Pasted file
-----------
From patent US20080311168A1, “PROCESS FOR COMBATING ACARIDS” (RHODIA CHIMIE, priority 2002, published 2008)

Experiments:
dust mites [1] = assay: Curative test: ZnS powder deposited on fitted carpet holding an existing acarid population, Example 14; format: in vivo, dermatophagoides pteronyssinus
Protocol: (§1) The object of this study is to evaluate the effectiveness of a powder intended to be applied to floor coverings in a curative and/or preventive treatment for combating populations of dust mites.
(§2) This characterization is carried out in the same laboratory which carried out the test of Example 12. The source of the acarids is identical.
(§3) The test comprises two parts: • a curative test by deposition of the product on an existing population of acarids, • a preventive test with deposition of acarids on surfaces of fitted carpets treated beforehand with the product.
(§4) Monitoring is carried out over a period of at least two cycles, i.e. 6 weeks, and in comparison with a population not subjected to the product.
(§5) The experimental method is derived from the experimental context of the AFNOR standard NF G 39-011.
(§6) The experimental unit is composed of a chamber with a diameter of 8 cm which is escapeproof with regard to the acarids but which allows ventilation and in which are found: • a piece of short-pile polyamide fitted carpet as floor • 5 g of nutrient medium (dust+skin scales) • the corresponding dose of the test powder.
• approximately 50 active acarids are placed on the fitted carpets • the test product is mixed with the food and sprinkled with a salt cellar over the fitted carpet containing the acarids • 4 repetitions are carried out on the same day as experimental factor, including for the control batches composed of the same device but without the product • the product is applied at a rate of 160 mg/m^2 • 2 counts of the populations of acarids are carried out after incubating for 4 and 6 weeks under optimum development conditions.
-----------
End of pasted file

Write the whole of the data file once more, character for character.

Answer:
From patent US20080311168A1, “PROCESS FOR COMBATING ACARIDS” (RHODIA CHIMIE, priority 2002, published 2008)

Experiments:
dust mites [1] = assay: Curative test: ZnS powder deposited on fitted carpet holding an existing acarid population, Example 14; format: in vivo, dermatophagoides pteronyssinus
Protocol: (§1) The object of this study is to evaluate the effectiveness of a powder intended to be applied to floor coverings in a curative and/or preventive treatment for combating populations of dust mites.
(§2) This characterization is carried out in the same laboratory which carried out the test of Example 12. The source of the acarids is identical.
(§3) The test comprises two parts: • a curative test by deposition of the product on an existing population of acarids, • a preventive test with deposition of acarids on surfaces of fitted carpets treated beforehand with the product.
(§4) Monitoring is carried out over a period of at least two cycles, i.e. 6 weeks, and in comparison with a population not subjected to the product.
(§5) The experimental method is derived from the experimental context of the AFNOR standard NF G 39-011.
(§6) The experimental unit is composed of a chamber with a diameter of 8 cm which is escapeproof with regard to the acarids but which allows ventilation and in which are found: • a piece of short-pile polyamide fitted carpet as floor • 5 g of nutrient medium (dust+skin scales) • the corresponding dose of the test powder.
• approximately 50 active acarids are placed on the fitted carpets • the test product is mixed with the food and sprinkled with a salt cellar over the fitted carpet containing the acarids • 4 repetitions are carried out on the same day as experimental factor, including for the control batches composed of the same device but without the product • the product is applied at a rate of 160 mg/m^2 • 2 counts of the populations of acarids are carried out after incubating for 4 and 6 weeks under optimum development conditions.